Saturday, October 15, 2011

bird garments: penguin sweaters & chicken jumpers

A link off the Chicago Tribune this morning about knitting penguin sweaters led me to a rather intensive research session on bird clothing. Who knew? Perhaps, I should clarify that I am only interested in dressing up animals when it serves some sort of rehabilitation purpose, as it does in these three stories. Dogs in frills for the amusement of their owners? Not so much. (All images are linked back to their original sources.)

First, penguin sweaters. It's true ( says so) that the Penguin Jumpers Project (now finished) collected over 15,000 jumpers to help rehabilitate Little penguins (Eudyptula minor - the smallest penguin species in the world) that have been affected by oil spills in Tasmania. As many of you may already know, a good washing with Dawn dish soap will clean the feathers of oil, but often the birds are too sick to be handled and washed right away. In the meantime, these sweaters are put on the birds so that the birds will not preen their feathers, potentially poisoning themselves with the oil. When their strength returns, the birds are washed and the insulating and waterproofing properties of the features restored.

Another group was asking for donations of jumpers... for chickens! When chickens are cooped up against each other in hot sheds at battery farms, the can often lose their feathers. Then, if they are fortunate enough to be rescued and moved to free-range conditions, they do not have the feathers to keep their bodies warm in the open fields. According to the rescue group Little Hen Rescue, "Not all farmed hens [we rescue] are bald, but usually there is around 10-20% that are, these hens depending on the time of year stay with us until feathered." While they are growing their feathers back, many of them will be wearing these donated jumpers.

Check out Little Hen Rescue's page for more pictures of hens in jumpers. Or check out a video here. Or see Paul Howard's Picassa album for my favorite picture of hen jumpers.)

Finally, if I am discussing bird garments, I can't leave out the story of Pierre, a penguin at the California Academy of Sciences in San Francisco, CA. By penguin standards, Pierre is an old bird. In the wild, penguins live about 15 years; in captivity, they live to about 20. Pierre turned 28 last February. When he was 25, he molted, and never grew back his feathers. When it was determined that there was no health-based reason for his balding, senior aquatic biologist & penguin handler, Pam Schaller came up with a creative solution - she collaborated on a penguin-sized wetsuit, which Pierre wore until his feathers and his demeanor recovered.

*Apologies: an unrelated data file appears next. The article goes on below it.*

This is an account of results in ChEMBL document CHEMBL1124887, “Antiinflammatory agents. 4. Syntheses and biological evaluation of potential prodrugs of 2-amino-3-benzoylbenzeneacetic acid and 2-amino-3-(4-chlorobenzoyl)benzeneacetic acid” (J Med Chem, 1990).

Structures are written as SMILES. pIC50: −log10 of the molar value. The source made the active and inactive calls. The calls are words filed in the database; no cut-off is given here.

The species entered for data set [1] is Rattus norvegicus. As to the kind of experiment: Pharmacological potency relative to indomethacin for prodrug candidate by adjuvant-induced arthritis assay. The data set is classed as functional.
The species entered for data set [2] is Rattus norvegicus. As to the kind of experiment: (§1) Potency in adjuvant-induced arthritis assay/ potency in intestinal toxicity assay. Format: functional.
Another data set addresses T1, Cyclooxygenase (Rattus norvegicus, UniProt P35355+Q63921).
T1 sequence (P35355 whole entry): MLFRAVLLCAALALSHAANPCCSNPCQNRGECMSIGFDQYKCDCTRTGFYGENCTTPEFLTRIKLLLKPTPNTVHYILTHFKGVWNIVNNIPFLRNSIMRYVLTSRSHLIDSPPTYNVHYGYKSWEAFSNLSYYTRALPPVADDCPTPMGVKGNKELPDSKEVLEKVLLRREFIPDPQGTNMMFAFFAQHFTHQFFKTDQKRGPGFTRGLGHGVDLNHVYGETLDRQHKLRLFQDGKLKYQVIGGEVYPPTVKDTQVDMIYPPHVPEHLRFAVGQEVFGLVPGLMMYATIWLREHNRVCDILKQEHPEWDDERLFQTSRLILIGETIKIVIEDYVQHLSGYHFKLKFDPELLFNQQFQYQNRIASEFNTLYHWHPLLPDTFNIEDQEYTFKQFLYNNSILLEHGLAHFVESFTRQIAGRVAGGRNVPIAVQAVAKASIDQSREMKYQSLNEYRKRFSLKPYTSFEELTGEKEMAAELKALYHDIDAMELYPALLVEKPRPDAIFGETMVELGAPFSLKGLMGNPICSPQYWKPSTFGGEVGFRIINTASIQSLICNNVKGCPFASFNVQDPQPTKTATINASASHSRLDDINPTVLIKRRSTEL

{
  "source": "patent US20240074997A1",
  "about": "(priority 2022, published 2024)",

It's a great story. To learn more you can:
In 2009, another wet-suit-wearing Cal Academy penguin made the news. Ralph, a nine year old Humboldt penguin, also had a similar wetsuit experience.

Friday, October 14, 2011

quark song

Today, a student introduced me to the Vlogbrothers (YouTube Channel). Hank and John Green are brothers who make nerdy videos. Hank lives in Montana, and John lives in Indiana, yet they still engage in nerdy collaboration across the miles.... Apparently, it all started in 2007, when the brothers chose to refuse text communicate and only communicated through voice and vlogs for the year.

The video below is one of Hank's songs, Strange Charm. It's about quarks. Quarks are a type of particle that makes up matter. Most of the matter we see around us is made from protons and neutrons, which are composed of quarks. The most recently discovered quark (the top quark) was announced in 1995! (A shout-out to Fermi National Accelerator Laboratory near Chicago, IL for the discovery!)

There are 6 types, or "flavors" of quarks: up, down, charm, strange, top, bottom. Each quark carries a fractional charge, and a color charge. (?!) According to the theory of quantum chromodynamics, quarks are always combined in groups of three quarks (of different colors) or as pairs consisting of a quark and an antiquark (of the same color). (??!!) This is more than my brain can handle, but it is pretty cool.

If you want to learn more about quarks, I suggest visiting the following sites:

Hank Green is also known for his blog, EcoGeek, which he began in graduate school as a class assignment!

Sunday, October 2, 2011

Bike performance on China's Got Talent

I live in a town that has a bike polo league, a synchronized bike ballet, and the Bay Area Dérailleurs, a bicycle inspired dance team... but I have never seen anything like this!

From China's Got Talent... 16 girls on a bike! Not to mention a lot of jumping and flipping. Incredible.

Thanks to the "related videos," I also learned about 23 year old Liu Wei from Beijing, who won the China's Got Talent Show on Oct. 10, 2010. He swims competitively, and plays piano... yet he lost his arms in an accident when he was 10 years old. His attitude & determination are inspirational. You can watch his amazing performance here.